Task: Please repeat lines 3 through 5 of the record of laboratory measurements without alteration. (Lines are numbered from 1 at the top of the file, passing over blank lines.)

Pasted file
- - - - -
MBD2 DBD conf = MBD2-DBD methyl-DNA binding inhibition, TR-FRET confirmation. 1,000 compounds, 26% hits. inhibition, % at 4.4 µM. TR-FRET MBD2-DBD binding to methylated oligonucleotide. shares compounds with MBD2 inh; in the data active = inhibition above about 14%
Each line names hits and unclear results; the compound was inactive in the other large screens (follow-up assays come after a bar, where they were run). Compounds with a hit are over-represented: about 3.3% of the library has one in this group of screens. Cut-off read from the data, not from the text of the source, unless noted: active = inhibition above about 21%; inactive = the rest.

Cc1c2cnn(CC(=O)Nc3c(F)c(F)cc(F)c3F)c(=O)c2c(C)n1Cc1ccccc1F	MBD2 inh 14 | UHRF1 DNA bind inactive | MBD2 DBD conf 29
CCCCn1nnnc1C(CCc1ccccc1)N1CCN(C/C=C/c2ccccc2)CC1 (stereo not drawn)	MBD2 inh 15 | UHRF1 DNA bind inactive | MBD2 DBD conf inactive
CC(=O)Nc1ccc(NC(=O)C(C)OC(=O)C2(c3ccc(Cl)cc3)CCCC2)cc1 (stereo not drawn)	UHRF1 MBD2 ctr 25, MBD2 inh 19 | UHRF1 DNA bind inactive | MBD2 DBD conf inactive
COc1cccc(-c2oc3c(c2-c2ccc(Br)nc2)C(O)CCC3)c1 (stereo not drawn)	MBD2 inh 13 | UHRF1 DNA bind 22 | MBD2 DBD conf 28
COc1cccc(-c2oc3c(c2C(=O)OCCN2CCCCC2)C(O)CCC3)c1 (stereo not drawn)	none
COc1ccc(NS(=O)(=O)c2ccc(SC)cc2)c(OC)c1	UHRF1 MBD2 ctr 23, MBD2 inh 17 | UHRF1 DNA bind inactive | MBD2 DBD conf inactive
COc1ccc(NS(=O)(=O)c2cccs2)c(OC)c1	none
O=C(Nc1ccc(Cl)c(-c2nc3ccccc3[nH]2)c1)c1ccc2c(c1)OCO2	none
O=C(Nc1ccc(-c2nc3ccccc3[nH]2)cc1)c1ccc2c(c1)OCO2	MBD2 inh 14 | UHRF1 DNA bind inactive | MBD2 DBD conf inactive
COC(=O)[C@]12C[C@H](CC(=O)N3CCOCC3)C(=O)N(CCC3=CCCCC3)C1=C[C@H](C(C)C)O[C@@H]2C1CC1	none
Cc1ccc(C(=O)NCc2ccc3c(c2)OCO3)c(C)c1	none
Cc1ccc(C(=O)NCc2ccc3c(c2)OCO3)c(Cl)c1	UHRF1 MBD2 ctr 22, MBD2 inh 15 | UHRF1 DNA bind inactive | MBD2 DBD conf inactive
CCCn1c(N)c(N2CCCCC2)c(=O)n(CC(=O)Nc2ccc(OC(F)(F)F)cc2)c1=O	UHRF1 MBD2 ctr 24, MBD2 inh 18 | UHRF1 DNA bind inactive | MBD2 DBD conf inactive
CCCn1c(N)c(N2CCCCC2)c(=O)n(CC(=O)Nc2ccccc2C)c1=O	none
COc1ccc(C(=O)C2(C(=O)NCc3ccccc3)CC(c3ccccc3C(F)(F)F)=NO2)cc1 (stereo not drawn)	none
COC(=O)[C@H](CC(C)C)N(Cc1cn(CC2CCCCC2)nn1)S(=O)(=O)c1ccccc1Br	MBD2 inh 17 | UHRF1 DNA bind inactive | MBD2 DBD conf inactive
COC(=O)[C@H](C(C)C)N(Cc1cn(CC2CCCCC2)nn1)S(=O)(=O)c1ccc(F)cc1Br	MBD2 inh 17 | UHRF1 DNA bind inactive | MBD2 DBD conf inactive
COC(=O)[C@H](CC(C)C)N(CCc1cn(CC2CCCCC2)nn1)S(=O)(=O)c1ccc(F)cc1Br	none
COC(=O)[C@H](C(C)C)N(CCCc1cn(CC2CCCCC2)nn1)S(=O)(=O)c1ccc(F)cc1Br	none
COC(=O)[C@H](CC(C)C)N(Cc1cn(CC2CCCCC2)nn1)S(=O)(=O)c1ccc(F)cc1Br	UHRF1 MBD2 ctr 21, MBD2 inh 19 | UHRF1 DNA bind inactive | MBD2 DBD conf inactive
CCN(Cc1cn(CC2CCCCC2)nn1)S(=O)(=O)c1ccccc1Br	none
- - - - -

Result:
Cc1c2cnn(CC(=O)Nc3c(F)c(F)cc(F)c3F)c(=O)c2c(C)n1Cc1ccccc1F	MBD2 inh 14 | UHRF1 DNA bind inactive | MBD2 DBD conf 29
CCCCn1nnnc1C(CCc1ccccc1)N1CCN(C/C=C/c2ccccc2)CC1 (stereo not drawn)	MBD2 inh 15 | UHRF1 DNA bind inactive | MBD2 DBD conf inactive
CC(=O)Nc1ccc(NC(=O)C(C)OC(=O)C2(c3ccc(Cl)cc3)CCCC2)cc1 (stereo not drawn)	UHRF1 MBD2 ctr 25, MBD2 inh 19 | UHRF1 DNA bind inactive | MBD2 DBD conf inactive